While there are many projects with overlapping communities - and therefore some shared personal or technical relationships - fundamentally each project is its own community in terms of the bulk of project work.
PSCs are expected to report on the health and diversity of their project's community to the board. While there are no strict requirements on the makeup of PSC members (in terms of employment or affiliation of the individuals on the PSC), the board does expect PSCs to operate independently of outside commercial influence. PSCs that are unable or unwilling to ensure their actions are on behalf of the whole community - or act in ways targeted to specific commercial interests - will be contacted by the board and required to make corrections.
Ensuring that PSC members are mentoring new contributors to their projects helps to ensure a healthy and growing project community.
PSCs are free to set the bar for merit within their projects, as long as decision making is done in a collaborative fashion as in the OCA Way. Healthy PSCs will regularly review contributions from non-committers - both specific code patches, bugs reported or commented on, or just helpful interaction on their project lists - to evaluate contributors as potential committers. PSCs are solely responsible for managing votes and granting commit privileges for new committers; however new PSC members elected must always signed the OCA CLA.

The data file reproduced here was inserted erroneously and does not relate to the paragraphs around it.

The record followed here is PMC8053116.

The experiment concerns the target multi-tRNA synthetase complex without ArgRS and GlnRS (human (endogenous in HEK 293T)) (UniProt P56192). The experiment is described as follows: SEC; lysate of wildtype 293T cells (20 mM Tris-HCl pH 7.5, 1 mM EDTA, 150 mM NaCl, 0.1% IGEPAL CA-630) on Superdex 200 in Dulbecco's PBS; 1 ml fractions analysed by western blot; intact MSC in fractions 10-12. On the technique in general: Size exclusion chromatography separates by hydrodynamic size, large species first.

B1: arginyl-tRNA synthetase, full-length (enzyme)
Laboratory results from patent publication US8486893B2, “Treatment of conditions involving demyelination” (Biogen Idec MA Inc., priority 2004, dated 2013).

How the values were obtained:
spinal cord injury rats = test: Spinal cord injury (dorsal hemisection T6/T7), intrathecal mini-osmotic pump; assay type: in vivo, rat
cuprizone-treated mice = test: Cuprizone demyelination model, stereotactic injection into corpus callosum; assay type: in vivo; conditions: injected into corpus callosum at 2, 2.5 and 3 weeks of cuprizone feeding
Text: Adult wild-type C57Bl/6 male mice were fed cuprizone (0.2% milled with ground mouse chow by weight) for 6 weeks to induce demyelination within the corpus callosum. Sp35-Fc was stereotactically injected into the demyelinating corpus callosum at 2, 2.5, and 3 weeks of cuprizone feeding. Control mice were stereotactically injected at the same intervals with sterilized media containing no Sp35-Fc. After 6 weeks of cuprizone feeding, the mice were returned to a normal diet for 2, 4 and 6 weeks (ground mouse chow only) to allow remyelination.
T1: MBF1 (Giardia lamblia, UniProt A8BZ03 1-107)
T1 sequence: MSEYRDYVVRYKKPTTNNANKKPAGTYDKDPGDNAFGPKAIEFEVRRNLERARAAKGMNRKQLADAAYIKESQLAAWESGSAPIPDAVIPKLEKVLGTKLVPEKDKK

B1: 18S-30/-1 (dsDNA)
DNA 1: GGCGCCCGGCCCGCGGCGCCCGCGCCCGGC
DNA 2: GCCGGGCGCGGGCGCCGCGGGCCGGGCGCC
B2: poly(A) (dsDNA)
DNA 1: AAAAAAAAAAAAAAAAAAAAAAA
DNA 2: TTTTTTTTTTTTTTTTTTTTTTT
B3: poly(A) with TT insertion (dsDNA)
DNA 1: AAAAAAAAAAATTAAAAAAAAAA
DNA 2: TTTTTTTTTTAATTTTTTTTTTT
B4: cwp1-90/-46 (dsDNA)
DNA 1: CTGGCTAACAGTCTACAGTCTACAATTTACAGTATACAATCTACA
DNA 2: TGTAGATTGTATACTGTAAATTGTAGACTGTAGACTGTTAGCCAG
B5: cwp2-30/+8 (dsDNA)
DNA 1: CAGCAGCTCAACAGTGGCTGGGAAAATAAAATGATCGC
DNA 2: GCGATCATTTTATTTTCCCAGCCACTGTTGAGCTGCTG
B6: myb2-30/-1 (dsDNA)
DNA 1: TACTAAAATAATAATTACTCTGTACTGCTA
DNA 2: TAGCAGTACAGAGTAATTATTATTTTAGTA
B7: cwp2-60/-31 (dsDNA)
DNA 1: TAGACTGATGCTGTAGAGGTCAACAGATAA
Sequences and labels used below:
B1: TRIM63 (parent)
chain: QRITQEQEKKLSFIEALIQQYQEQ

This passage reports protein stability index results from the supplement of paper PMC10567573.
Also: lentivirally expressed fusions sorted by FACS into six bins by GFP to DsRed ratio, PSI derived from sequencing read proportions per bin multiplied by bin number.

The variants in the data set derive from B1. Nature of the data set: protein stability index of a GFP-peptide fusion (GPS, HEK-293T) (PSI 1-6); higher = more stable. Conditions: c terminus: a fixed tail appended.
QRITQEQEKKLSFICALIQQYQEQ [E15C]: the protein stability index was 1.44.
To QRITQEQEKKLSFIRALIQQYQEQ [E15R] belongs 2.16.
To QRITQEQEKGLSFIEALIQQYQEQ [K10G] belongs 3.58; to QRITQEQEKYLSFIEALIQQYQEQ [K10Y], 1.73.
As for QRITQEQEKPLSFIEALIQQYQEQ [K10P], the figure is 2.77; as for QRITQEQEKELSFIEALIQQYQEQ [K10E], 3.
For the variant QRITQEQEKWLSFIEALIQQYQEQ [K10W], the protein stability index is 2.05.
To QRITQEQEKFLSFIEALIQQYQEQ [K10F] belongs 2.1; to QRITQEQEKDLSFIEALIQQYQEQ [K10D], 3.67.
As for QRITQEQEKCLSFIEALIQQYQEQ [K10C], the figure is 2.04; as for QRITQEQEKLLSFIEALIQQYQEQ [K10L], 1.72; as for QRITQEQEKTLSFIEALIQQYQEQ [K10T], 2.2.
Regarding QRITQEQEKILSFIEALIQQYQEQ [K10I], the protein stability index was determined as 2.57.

Merit within one PSC is not transferable to other PSCs; each project's committer list is independently managed by its own PSC. There are many PSCs who work closely with other PSCs, and have correspondingly large intersection in personnel; but the merit on each PSC is independent.
Although the plain sense of the word "committer" is "someone who can create new revisions in the source repository", the notion of "committership" is a social one—someone is a committer if they have been invited by the PSC to be a committer, and have accepted the invitation.
Project Management and Collaboration
The OCA projects are managed using a collaborative, consensus-based process. We do not have a hierarchical structure. Rather, different groups of contributors have different rights and responsibilities in the organization.